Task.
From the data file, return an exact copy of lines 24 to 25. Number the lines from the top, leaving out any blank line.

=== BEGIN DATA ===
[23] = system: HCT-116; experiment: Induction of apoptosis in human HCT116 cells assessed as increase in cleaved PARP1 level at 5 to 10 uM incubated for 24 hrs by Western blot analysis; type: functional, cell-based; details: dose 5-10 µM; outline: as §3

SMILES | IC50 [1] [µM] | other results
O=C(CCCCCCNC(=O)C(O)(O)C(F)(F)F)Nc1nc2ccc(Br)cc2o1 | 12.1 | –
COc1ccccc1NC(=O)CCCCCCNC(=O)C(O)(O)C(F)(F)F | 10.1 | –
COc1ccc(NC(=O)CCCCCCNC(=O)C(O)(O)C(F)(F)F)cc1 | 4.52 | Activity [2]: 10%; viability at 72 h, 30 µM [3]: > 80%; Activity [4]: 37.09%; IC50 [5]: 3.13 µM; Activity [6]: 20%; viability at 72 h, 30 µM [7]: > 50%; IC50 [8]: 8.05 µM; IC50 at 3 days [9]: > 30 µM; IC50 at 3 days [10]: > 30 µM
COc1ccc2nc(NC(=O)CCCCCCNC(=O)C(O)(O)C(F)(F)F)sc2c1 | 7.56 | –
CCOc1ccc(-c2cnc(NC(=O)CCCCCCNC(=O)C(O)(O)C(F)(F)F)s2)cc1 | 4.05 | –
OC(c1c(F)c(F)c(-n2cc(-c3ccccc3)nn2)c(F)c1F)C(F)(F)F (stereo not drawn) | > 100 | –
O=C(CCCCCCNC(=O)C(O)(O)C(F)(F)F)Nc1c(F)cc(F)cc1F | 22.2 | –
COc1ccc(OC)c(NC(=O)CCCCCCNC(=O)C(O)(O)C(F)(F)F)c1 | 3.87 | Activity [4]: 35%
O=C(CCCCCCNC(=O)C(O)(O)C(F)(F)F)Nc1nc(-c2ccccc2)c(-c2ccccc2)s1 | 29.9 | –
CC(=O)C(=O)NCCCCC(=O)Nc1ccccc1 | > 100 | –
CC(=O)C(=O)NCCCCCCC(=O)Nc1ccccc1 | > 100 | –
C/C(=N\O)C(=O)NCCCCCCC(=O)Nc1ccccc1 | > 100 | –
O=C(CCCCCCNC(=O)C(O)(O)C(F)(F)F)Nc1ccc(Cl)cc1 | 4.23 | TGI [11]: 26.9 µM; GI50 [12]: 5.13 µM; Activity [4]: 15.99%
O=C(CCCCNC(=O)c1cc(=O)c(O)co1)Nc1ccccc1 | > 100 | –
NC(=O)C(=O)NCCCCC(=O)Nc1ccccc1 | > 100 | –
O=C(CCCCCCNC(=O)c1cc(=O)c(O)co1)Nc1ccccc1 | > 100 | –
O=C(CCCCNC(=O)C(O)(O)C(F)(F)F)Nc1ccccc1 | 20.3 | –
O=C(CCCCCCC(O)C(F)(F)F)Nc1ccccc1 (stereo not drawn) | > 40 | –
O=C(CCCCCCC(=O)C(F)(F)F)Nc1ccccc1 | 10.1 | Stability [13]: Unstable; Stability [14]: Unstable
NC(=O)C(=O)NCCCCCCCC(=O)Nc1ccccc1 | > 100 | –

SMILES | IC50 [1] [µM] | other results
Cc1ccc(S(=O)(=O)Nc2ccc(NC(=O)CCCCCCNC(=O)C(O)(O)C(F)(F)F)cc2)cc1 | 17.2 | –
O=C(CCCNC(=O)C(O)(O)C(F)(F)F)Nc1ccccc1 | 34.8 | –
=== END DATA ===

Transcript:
Cc1ccc(S(=O)(=O)Nc2ccc(NC(=O)CCCCCCNC(=O)C(O)(O)C(F)(F)F)cc2)cc1 | 17.2 | –
O=C(CCCNC(=O)C(O)(O)C(F)(F)F)Nc1ccccc1 | 34.8 | –